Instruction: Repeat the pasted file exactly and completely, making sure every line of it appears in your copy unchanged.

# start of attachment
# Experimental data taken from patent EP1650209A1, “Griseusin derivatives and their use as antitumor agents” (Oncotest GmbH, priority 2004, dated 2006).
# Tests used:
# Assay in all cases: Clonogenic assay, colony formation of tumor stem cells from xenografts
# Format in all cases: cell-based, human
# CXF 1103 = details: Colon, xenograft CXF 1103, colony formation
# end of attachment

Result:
# Experimental data taken from patent EP1650209A1, “Griseusin derivatives and their use as antitumor agents” (Oncotest GmbH, priority 2004, dated 2006).
# Tests used:
# Assay in all cases: Clonogenic assay, colony formation of tumor stem cells from xenografts
# Format in all cases: cell-based, human
# CXF 1103 = details: Colon, xenograft CXF 1103, colony formation